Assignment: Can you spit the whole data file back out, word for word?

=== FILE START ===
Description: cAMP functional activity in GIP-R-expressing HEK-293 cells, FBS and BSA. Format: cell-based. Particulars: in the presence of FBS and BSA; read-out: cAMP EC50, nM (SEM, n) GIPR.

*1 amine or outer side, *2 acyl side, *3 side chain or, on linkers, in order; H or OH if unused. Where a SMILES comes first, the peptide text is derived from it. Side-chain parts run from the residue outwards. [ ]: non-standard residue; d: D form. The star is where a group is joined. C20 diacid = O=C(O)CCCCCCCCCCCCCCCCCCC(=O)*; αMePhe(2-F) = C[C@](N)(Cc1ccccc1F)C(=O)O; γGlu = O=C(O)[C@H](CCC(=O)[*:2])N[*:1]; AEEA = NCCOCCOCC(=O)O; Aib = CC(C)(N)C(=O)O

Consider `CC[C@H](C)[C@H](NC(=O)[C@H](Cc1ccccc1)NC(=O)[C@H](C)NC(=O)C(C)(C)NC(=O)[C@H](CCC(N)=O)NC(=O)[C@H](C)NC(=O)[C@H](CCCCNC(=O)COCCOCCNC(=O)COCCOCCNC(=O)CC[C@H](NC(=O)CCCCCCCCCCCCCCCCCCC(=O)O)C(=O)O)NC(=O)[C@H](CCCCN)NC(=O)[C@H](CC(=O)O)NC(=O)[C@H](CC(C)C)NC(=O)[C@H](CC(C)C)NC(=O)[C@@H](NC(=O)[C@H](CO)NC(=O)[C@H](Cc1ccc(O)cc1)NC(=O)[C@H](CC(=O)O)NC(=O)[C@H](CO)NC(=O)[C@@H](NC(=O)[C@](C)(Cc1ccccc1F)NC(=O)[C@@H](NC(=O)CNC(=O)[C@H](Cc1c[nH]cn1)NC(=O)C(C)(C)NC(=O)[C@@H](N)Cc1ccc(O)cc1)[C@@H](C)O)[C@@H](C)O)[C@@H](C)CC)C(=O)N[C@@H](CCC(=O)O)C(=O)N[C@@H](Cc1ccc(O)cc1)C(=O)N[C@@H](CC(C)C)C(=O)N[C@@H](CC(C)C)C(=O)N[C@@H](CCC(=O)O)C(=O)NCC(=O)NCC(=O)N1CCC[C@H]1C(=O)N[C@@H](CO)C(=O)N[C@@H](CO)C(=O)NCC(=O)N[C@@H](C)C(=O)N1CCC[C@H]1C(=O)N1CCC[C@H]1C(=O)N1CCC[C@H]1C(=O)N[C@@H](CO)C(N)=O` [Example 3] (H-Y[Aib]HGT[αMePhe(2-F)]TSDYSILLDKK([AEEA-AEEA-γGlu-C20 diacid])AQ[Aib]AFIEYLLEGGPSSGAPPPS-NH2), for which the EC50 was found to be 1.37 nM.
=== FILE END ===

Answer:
Description: cAMP functional activity in GIP-R-expressing HEK-293 cells, FBS and BSA. Format: cell-based. Particulars: in the presence of FBS and BSA; read-out: cAMP EC50, nM (SEM, n) GIPR.

*1 amine or outer side, *2 acyl side, *3 side chain or, on linkers, in order; H or OH if unused. Where a SMILES comes first, the peptide text is derived from it. Side-chain parts run from the residue outwards. [ ]: non-standard residue; d: D form. The star is where a group is joined. C20 diacid = O=C(O)CCCCCCCCCCCCCCCCCCC(=O)*; αMePhe(2-F) = C[C@](N)(Cc1ccccc1F)C(=O)O; γGlu = O=C(O)[C@H](CCC(=O)[*:2])N[*:1]; AEEA = NCCOCCOCC(=O)O; Aib = CC(C)(N)C(=O)O

Consider `CC[C@H](C)[C@H](NC(=O)[C@H](Cc1ccccc1)NC(=O)[C@H](C)NC(=O)C(C)(C)NC(=O)[C@H](CCC(N)=O)NC(=O)[C@H](C)NC(=O)[C@H](CCCCNC(=O)COCCOCCNC(=O)COCCOCCNC(=O)CC[C@H](NC(=O)CCCCCCCCCCCCCCCCCCC(=O)O)C(=O)O)NC(=O)[C@H](CCCCN)NC(=O)[C@H](CC(=O)O)NC(=O)[C@H](CC(C)C)NC(=O)[C@H](CC(C)C)NC(=O)[C@@H](NC(=O)[C@H](CO)NC(=O)[C@H](Cc1ccc(O)cc1)NC(=O)[C@H](CC(=O)O)NC(=O)[C@H](CO)NC(=O)[C@@H](NC(=O)[C@](C)(Cc1ccccc1F)NC(=O)[C@@H](NC(=O)CNC(=O)[C@H](Cc1c[nH]cn1)NC(=O)C(C)(C)NC(=O)[C@@H](N)Cc1ccc(O)cc1)[C@@H](C)O)[C@@H](C)O)[C@@H](C)CC)C(=O)N[C@@H](CCC(=O)O)C(=O)N[C@@H](Cc1ccc(O)cc1)C(=O)N[C@@H](CC(C)C)C(=O)N[C@@H](CC(C)C)C(=O)N[C@@H](CCC(=O)O)C(=O)NCC(=O)NCC(=O)N1CCC[C@H]1C(=O)N[C@@H](CO)C(=O)N[C@@H](CO)C(=O)NCC(=O)N[C@@H](C)C(=O)N1CCC[C@H]1C(=O)N1CCC[C@H]1C(=O)N1CCC[C@H]1C(=O)N[C@@H](CO)C(N)=O` [Example 3] (H-Y[Aib]HGT[αMePhe(2-F)]TSDYSILLDKK([AEEA-AEEA-γGlu-C20 diacid])AQ[Aib]AFIEYLLEGGPSSGAPPPS-NH2), for which the EC50 was found to be 1.37 nM.